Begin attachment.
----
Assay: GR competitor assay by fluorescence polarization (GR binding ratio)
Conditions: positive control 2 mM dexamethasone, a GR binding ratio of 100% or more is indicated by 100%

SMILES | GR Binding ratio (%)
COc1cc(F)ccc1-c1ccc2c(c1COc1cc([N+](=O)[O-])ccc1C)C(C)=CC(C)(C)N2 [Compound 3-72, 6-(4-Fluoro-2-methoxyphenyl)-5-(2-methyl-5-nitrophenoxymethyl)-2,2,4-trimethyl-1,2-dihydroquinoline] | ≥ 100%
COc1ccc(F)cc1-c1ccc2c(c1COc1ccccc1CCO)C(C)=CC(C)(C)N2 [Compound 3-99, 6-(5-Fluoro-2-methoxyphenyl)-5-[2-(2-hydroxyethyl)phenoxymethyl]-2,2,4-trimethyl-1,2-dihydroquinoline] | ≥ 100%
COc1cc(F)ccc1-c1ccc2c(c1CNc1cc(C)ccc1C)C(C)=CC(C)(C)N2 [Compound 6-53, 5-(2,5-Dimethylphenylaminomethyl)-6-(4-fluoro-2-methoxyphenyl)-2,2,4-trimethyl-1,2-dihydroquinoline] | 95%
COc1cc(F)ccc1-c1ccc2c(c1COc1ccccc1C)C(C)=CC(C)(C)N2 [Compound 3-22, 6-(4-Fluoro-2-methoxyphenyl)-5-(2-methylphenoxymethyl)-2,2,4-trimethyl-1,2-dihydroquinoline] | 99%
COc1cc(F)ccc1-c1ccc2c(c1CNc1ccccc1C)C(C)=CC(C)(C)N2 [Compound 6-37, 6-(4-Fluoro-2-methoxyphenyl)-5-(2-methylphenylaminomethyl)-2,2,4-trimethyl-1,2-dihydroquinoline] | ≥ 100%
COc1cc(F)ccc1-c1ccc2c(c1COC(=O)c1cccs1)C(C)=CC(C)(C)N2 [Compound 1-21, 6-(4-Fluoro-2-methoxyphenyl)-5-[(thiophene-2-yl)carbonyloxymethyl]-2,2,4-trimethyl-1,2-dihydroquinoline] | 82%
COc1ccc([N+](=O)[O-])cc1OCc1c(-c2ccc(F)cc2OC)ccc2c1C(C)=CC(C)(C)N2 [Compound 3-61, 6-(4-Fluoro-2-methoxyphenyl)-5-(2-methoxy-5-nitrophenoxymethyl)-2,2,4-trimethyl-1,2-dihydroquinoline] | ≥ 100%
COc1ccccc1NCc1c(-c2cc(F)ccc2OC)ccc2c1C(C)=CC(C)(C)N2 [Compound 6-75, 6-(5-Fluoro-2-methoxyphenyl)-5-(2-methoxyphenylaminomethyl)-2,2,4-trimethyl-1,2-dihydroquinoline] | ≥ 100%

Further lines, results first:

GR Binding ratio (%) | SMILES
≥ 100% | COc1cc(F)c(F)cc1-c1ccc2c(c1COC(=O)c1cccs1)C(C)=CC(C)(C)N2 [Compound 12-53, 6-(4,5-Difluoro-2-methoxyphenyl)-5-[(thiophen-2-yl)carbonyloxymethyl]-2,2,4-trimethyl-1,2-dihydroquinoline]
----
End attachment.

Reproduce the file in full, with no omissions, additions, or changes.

Assay: GR competitor assay by fluorescence polarization (GR binding ratio)
Conditions: positive control 2 mM dexamethasone, a GR binding ratio of 100% or more is indicated by 100%

SMILES | GR Binding ratio (%)
COc1cc(F)ccc1-c1ccc2c(c1COc1cc([N+](=O)[O-])ccc1C)C(C)=CC(C)(C)N2 [Compound 3-72, 6-(4-Fluoro-2-methoxyphenyl)-5-(2-methyl-5-nitrophenoxymethyl)-2,2,4-trimethyl-1,2-dihydroquinoline] | ≥ 100%
COc1ccc(F)cc1-c1ccc2c(c1COc1ccccc1CCO)C(C)=CC(C)(C)N2 [Compound 3-99, 6-(5-Fluoro-2-methoxyphenyl)-5-[2-(2-hydroxyethyl)phenoxymethyl]-2,2,4-trimethyl-1,2-dihydroquinoline] | ≥ 100%
COc1cc(F)ccc1-c1ccc2c(c1CNc1cc(C)ccc1C)C(C)=CC(C)(C)N2 [Compound 6-53, 5-(2,5-Dimethylphenylaminomethyl)-6-(4-fluoro-2-methoxyphenyl)-2,2,4-trimethyl-1,2-dihydroquinoline] | 95%
COc1cc(F)ccc1-c1ccc2c(c1COc1ccccc1C)C(C)=CC(C)(C)N2 [Compound 3-22, 6-(4-Fluoro-2-methoxyphenyl)-5-(2-methylphenoxymethyl)-2,2,4-trimethyl-1,2-dihydroquinoline] | 99%
COc1cc(F)ccc1-c1ccc2c(c1CNc1ccccc1C)C(C)=CC(C)(C)N2 [Compound 6-37, 6-(4-Fluoro-2-methoxyphenyl)-5-(2-methylphenylaminomethyl)-2,2,4-trimethyl-1,2-dihydroquinoline] | ≥ 100%
COc1cc(F)ccc1-c1ccc2c(c1COC(=O)c1cccs1)C(C)=CC(C)(C)N2 [Compound 1-21, 6-(4-Fluoro-2-methoxyphenyl)-5-[(thiophene-2-yl)carbonyloxymethyl]-2,2,4-trimethyl-1,2-dihydroquinoline] | 82%
COc1ccc([N+](=O)[O-])cc1OCc1c(-c2ccc(F)cc2OC)ccc2c1C(C)=CC(C)(C)N2 [Compound 3-61, 6-(4-Fluoro-2-methoxyphenyl)-5-(2-methoxy-5-nitrophenoxymethyl)-2,2,4-trimethyl-1,2-dihydroquinoline] | ≥ 100%
COc1ccccc1NCc1c(-c2cc(F)ccc2OC)ccc2c1C(C)=CC(C)(C)N2 [Compound 6-75, 6-(5-Fluoro-2-methoxyphenyl)-5-(2-methoxyphenylaminomethyl)-2,2,4-trimethyl-1,2-dihydroquinoline] | ≥ 100%

Further lines, results first:

GR Binding ratio (%) | SMILES
≥ 100% | COc1cc(F)c(F)cc1-c1ccc2c(c1COC(=O)c1cccs1)C(C)=CC(C)(C)N2 [Compound 12-53, 6-(4,5-Difluoro-2-methoxyphenyl)-5-[(thiophen-2-yl)carbonyloxymethyl]-2,2,4-trimethyl-1,2-dihydroquinoline]